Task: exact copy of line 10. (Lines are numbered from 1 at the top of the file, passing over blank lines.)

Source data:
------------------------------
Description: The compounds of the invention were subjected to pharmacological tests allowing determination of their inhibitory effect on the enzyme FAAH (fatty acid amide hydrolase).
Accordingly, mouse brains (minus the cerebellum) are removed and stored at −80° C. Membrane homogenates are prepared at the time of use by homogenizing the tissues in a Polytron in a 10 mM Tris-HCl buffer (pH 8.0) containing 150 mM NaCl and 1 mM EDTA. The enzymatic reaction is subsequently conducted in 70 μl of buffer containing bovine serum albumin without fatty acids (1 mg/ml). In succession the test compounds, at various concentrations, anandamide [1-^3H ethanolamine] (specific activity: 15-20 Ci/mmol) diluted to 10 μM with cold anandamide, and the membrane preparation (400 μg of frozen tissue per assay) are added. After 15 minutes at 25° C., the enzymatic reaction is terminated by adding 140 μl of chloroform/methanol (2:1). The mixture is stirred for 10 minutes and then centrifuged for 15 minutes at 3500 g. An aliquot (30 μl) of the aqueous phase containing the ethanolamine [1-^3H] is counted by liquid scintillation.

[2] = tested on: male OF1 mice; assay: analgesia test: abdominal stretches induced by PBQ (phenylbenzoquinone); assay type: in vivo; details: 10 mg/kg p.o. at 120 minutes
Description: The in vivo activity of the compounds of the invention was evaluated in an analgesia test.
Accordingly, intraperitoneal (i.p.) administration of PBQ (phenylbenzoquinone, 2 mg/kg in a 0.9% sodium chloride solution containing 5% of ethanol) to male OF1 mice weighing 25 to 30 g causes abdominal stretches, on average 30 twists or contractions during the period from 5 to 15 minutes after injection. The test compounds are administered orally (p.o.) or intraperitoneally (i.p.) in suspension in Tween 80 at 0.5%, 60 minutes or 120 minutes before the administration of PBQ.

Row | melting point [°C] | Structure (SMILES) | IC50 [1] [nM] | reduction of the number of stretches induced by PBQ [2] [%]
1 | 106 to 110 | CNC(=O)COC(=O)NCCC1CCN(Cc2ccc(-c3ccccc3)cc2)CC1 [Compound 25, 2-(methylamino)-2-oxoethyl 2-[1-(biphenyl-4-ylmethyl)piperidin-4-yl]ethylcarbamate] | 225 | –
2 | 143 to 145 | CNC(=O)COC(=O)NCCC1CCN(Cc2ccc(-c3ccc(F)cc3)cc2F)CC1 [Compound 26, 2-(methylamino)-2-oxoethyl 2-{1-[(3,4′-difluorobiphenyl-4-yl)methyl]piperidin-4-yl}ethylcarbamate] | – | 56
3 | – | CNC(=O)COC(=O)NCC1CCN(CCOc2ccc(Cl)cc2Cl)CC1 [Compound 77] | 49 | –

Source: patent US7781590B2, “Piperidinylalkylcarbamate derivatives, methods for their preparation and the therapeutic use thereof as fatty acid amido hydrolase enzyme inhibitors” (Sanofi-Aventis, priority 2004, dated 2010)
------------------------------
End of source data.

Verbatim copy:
Source: patent US7781590B2, “Piperidinylalkylcarbamate derivatives, methods for their preparation and the therapeutic use thereof as fatty acid amido hydrolase enzyme inhibitors” (Sanofi-Aventis, priority 2004, dated 2010)